Bringing care closer to eliminate cervical cancer

For several years many women across Guinea lacked access to screening services for cervical cancer—the most common cancer among women—especially in remote areas. A concerted push by the health authorities to integrate cervical cancer screening in sexual and reproductive health services, thousands of women now have the chance of early detection and adequate support.

Ending Marburg outbreak swiftly

When a man in Temessadou M’Boket – a village in the densely forested southern Guinea region – died in early August 2021 after suffering fever, headache and haemorrhage, Fassara Diawara, the head of a local clinic, was quick to act. 

In Guinea, a fight to end mother-to-child HIV transmission

Conakry – When Rama learned that she was pregnant, her joy soon gave way to a wrenching anxiety that remained until the moment of delivery: she discovered at the same time that she was HIV-positive and wanted only for her child to be born free of the virus.

“My daughter was born with HIV. I couldn’t protect her because I wasn’t aware of my status prior to my pregnancy,” said the 38-year-old mother of two. “In the case of my second child the doctor explained that it was entirely possible to have a healthy, HIV-negative child if one takes medicine faithfully.”


Le Ministre de la Santé et de l’hygiène publique, Dr Mamadou Pèthè Diallo, accompagné du Représentant par intérim de l’OMS en Guinée, Chef de file des partenaires techniques et financiers du secteur de la santé a lancé la formation des nouveaux Directeurs hôpitaux nationaux, régionaux et préfectoraux avec l’appui de l’OMS, de la Banque mondiale, d’Expertise France et de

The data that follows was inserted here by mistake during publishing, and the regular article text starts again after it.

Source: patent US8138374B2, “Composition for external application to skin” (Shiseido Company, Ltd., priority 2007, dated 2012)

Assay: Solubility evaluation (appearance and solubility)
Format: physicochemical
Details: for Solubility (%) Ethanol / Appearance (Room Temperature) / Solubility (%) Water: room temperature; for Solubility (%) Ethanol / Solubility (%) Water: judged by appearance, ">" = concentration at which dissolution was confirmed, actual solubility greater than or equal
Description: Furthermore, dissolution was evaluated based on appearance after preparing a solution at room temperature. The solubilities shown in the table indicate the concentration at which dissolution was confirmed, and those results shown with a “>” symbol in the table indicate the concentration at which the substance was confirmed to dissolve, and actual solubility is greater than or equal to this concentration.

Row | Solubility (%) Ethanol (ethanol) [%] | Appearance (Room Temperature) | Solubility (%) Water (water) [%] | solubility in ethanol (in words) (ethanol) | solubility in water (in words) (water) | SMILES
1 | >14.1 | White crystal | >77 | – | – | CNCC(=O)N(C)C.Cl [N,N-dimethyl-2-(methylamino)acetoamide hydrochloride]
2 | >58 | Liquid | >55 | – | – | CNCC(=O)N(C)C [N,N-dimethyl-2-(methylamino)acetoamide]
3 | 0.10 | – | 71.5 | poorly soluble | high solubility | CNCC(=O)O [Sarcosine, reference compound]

Guinea declares end of Marburg virus disease outbreak

Guinea today declared the end of the Marburg virus disease outbreak having recorded no new cases over the past 42 days—two incubation periods, or the time between infection and the onset of symptoms. The virus was confirmed on 9 August, marking the first time the disease emerged in the country and in West Africa.

Guinea’s swift action in detecting, curbing Marburg

When a man in Temessadou M’Boket – a village in the densely forested southern Guinea region – died in early August 2021 after suffering fever, headache and haemorrhage, a medical team was quickly dispatched, and within hours of his death, laboratory analysis revealed that he had been ill with Marburg.

Leaving a legacy after Ebola in Guinea

It is a quiet morning at an Ebola treatment centre in the outskirts of N’zerekore, a town in the south-east of Guinea. The centre’s triage and reception areas are all empty, and medical staff are relaxed and jovial as they tend to a small handful of patients or catch up on some administrative tasks in the office.

Guinea’s Minister of Health explains what it took to end Ebola

The Ebola outbreak that erupted in Guinea in early 2021 was declared over on 19 June, just four months after the first cases were confirmed in a rural community in the south of the country. Banking on the lessons learned from the deadly 2014–2016 outbreak as well as a growing national expertise, a prompt response was mounted, helping to curb widespread infection. Minister of Health Honourable Dr Rémy Lamah explains what it took to halt the virus and the challenges met.